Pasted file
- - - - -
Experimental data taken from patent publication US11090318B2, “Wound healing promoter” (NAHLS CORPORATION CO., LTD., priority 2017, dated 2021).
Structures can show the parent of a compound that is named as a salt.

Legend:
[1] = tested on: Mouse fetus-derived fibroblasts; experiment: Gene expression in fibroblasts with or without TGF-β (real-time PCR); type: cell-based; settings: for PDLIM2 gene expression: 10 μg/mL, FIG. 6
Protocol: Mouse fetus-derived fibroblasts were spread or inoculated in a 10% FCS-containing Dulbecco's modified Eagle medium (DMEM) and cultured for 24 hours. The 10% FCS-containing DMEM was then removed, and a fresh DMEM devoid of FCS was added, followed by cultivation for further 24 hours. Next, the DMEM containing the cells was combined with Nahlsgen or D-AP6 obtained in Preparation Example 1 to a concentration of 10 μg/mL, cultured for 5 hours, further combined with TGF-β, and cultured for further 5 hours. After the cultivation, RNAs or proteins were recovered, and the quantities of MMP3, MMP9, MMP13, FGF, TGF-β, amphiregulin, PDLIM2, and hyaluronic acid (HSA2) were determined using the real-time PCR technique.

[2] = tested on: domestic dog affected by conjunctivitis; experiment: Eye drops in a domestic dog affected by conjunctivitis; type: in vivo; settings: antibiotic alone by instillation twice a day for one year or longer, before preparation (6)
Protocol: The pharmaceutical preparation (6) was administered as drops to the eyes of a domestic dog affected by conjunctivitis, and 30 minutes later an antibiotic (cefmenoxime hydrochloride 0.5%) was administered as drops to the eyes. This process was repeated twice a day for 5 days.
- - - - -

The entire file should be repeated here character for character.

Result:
Experimental data taken from patent publication US11090318B2, “Wound healing promoter” (NAHLS CORPORATION CO., LTD., priority 2017, dated 2021).
Structures can show the parent of a compound that is named as a salt.

Legend:
[1] = tested on: Mouse fetus-derived fibroblasts; experiment: Gene expression in fibroblasts with or without TGF-β (real-time PCR); type: cell-based; settings: for PDLIM2 gene expression: 10 μg/mL, FIG. 6
Protocol: Mouse fetus-derived fibroblasts were spread or inoculated in a 10% FCS-containing Dulbecco's modified Eagle medium (DMEM) and cultured for 24 hours. The 10% FCS-containing DMEM was then removed, and a fresh DMEM devoid of FCS was added, followed by cultivation for further 24 hours. Next, the DMEM containing the cells was combined with Nahlsgen or D-AP6 obtained in Preparation Example 1 to a concentration of 10 μg/mL, cultured for 5 hours, further combined with TGF-β, and cultured for further 5 hours. After the cultivation, RNAs or proteins were recovered, and the quantities of MMP3, MMP9, MMP13, FGF, TGF-β, amphiregulin, PDLIM2, and hyaluronic acid (HSA2) were determined using the real-time PCR technique.

[2] = tested on: domestic dog affected by conjunctivitis; experiment: Eye drops in a domestic dog affected by conjunctivitis; type: in vivo; settings: antibiotic alone by instillation twice a day for one year or longer, before preparation (6)
Protocol: The pharmaceutical preparation (6) was administered as drops to the eyes of a domestic dog affected by conjunctivitis, and 30 minutes later an antibiotic (cefmenoxime hydrochloride 0.5%) was administered as drops to the eyes. This process was repeated twice a day for 5 days.